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4. Avoid low-calorie diets
Low calories are a no-no for your bone health. If you’re looking to enhance your bone well-being, include minimum 1,200 calories in your diet daily. The key is to have a well-balanced diet.

 

Studies reveal that diet that exhibits lower than 1,000 calories in a day can reach a finale of low bone density. This is possible in several cases including obese, overweight, and normal-weight folks. In another research, it was concluded that obese women who had 925 calories for four months experienced bone density loss from their upper thigh and hip region.

 

5. Limit smoking
Another golden tip to live by is reducing your smoking. Recent research confirms the link between bone density and tobacco intake. What’s not clear, however, is whether this link is direct or indirect due to other risk factors associated with smokers. Studies have concluded three chief factors.

 

Firstly, women who smoke produce less estrogen, a bone-protecting hormone and reach menopause early. This spirals bones loss. Secondly, quitting smoking corresponds with reduced odds of fractures and low bone mass. Lastly, substantial bone loss is noted among men and older women who smoke. Thus, it is best to limit, or better yet, quit smoking.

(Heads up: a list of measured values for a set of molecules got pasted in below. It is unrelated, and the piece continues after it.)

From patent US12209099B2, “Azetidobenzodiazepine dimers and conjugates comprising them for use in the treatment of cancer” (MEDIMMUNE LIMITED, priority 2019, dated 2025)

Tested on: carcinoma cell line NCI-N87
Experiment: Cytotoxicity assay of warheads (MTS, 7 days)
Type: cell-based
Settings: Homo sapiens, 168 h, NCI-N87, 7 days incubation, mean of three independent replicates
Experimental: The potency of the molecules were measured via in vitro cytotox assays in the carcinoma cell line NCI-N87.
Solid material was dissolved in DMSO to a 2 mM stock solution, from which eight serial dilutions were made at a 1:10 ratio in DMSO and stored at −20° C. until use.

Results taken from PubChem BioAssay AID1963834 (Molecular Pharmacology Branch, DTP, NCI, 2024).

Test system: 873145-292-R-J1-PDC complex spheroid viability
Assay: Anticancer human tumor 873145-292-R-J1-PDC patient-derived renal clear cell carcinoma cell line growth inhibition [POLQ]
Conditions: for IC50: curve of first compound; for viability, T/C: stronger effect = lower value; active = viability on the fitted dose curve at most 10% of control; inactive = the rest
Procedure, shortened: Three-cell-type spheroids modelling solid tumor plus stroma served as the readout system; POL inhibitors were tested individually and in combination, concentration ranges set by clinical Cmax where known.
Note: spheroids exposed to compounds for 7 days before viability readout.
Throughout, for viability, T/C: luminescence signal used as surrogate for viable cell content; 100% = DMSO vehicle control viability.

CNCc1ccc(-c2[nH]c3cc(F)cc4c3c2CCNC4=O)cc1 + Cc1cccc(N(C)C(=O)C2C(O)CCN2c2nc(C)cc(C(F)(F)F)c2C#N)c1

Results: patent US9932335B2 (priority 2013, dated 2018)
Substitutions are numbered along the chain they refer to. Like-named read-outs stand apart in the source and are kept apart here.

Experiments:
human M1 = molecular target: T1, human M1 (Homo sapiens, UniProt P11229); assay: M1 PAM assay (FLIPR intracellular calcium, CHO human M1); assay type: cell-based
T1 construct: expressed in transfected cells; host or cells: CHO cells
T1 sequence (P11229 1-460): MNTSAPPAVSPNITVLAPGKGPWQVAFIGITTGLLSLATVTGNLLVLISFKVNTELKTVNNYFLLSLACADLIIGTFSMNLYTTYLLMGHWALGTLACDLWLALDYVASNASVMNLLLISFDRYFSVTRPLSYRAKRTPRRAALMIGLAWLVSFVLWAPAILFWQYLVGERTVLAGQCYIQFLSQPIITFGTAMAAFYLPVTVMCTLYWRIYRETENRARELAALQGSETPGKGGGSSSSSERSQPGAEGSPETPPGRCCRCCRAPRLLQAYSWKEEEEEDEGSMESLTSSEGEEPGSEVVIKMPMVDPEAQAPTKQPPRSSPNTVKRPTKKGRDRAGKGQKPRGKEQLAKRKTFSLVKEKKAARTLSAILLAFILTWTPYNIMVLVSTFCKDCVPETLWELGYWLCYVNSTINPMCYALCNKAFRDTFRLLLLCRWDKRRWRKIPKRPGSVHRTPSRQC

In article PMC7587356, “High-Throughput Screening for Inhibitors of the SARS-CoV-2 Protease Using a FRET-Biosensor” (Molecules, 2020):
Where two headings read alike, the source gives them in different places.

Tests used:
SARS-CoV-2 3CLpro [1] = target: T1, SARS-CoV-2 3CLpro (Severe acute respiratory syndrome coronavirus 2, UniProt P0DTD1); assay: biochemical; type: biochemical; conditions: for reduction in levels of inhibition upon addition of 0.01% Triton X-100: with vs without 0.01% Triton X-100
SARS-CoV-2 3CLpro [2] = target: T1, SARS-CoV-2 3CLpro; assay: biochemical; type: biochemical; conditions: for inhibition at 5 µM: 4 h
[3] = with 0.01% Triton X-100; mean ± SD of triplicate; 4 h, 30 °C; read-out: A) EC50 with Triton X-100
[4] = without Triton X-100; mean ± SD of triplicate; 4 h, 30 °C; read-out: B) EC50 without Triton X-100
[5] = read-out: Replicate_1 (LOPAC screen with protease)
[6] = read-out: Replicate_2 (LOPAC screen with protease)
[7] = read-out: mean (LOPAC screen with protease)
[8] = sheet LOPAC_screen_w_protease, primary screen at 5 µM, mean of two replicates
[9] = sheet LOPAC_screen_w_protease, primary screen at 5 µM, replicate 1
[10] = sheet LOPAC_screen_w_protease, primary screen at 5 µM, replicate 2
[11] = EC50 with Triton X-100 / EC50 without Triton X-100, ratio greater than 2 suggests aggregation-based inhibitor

6. Reduce alcohol intake
Alcohol is one of the serious culprits that severely affects bone health. Calcium is critical for your bones. However, excess drinking interferes with the absorption of this vital mineral in your bones. As a consequence, heavy drinking can increase the risk of osteoporosis later on in your life.

 

Primal Kaur, MD, an osteoporosis specialist at Temple University Health System in Philadelphia explains further. He highlights, “The bones deteriorate because not enough calcium is getting into bones — and the body is leaching it away from bones.” Alcohol impacts the liver that works to activate vitamin D. The absorption of calcium is directly linked to the activation of Vit D. Disturbance caused by alcohol implicates calcium absorption in the bones.

 

7. Skip the soda
For healthy bones in the long haul, it is crucial to give up bubbly drinks. A 2014 study outlines that for every serving of a soda in a day, your risk of hip fracture shoots by 14%. The exact underlying mechanism is not clear so far.

 

However, past research suggests that the negative implications surface because caffeine, sugar, and phosphorus in these beverages interfere with the calcium levels in certain ways.

 

Take home message
Maintaining bone health isn’t a tough nut to crack. Once you make the required lifestyle and dietary changes, strong bones with reduced risks of fractures won’t be far away. Besides, a physically active lifestyle and a well-balanced diet are useful not only for the bones but the rest of your body too.

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*These statements have not been evaluated by the Food and Drug Administration. This product is not intended to diagnose, treat, cure or prevent any disease.